Lance Berkman, who played the first 12 seasons of his career in Houston, called the Astros’ potential move to the American League “a travesty” and “a shame.”
Zachary Levine of the Houston Chronicle reports that Berkman, while appearing at a press conference for a memorabilia company, called the Astros “a National League franchise” and suggested that the Brewers should be the team to move because “they’re historically an American League franchise.”
He’s right about the Brewers, as they were in the AL from 1970 to 1997, but obviously previous AL membership isn’t the driving force behind the decision.
My favorite Berkman quote from the press conference:
Even when I retire and live here in Houston, I don’t want to go watch American League baseball. I’d like to have a National League team.
Between that statement and his poor production Berkman must have really hate his half-season with the Yankees.
This is happening, people.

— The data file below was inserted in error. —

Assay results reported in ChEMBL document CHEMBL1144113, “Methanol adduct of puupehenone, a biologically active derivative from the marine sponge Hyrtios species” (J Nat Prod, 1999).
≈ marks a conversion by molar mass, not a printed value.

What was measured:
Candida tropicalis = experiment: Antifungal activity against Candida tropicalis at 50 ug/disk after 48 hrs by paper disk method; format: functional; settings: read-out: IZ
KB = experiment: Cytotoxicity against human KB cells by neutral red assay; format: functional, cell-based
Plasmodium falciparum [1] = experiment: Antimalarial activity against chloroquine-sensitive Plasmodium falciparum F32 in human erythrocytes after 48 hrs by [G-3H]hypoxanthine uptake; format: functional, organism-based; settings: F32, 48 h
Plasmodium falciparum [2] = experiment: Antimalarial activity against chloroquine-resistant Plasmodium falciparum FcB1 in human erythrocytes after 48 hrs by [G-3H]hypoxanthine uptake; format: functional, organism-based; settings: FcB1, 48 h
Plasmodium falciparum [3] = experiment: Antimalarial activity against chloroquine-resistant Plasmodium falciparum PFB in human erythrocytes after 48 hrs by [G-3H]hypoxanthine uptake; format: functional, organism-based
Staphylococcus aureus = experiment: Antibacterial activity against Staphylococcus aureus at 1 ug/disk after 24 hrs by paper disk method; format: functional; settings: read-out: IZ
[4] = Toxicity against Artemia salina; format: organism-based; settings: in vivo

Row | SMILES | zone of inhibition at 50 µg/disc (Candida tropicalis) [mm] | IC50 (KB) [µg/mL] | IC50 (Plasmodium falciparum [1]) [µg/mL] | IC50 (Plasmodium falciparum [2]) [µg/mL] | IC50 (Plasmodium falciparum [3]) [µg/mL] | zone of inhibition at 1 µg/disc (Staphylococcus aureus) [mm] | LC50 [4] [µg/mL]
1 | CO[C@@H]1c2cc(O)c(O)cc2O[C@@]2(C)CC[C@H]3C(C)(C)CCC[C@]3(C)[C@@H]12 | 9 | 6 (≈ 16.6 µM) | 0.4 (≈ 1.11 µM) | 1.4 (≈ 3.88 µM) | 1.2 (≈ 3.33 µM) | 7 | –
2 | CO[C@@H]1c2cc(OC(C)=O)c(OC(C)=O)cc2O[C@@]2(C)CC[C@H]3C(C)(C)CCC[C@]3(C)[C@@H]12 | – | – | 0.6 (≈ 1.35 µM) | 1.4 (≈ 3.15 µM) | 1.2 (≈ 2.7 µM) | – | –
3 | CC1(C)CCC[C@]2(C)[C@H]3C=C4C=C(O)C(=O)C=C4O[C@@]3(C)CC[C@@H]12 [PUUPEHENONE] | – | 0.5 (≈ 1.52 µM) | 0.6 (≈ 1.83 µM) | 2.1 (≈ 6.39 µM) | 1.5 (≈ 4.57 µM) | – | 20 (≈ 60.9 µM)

Earlier we heard Joe Maddon being non-committal about Kyle Schwarber joining the Cubs for the World Series. Now it seems pretty clear that the Cubs are committal indeed: Jon Morosi reports that Schwarber is en route to Cleveland from Arizona on a private jet and that he’s expected to DH in Game 1 tomorrow night.
Schwarber hasn’t played in a game that counted since April 7. His potent bat is could be a windfall for a Cubs team that didn’t have a game-changing option at DH in the American League park.
Schwarber lost the whole season due to a knee injury, but he hit .246/.355/.487 with 16 homers and 43 RBI in 69 games as a rookie in 2015. His big coming out party was in the playoffs, however, when he hit three homers in five postseason games while going 7-for-13 with two walks in five games.
Paul Hoynes of the Cleveland Plain Dealer reports that Indians First Baseman/DH Carlos Santana shagged some flyballs in left field during the Indians’ workout today.
Sure, why not? Santana has played one game in the outfield in his major league career and that was over four years ago, but the Indians will have to play in Chicago without the DH, meaning either losing Santana’s bat or that of Mike Napoli.
It would be up to Terry Francona to decide if that happens, but ultimately I don’t think he’ll make it real and, rather, will just forget about it, because Santana’s defense out there would in no way be smooth.
I’m sorry. I’m sick today and I’m on a lot of cold medicine.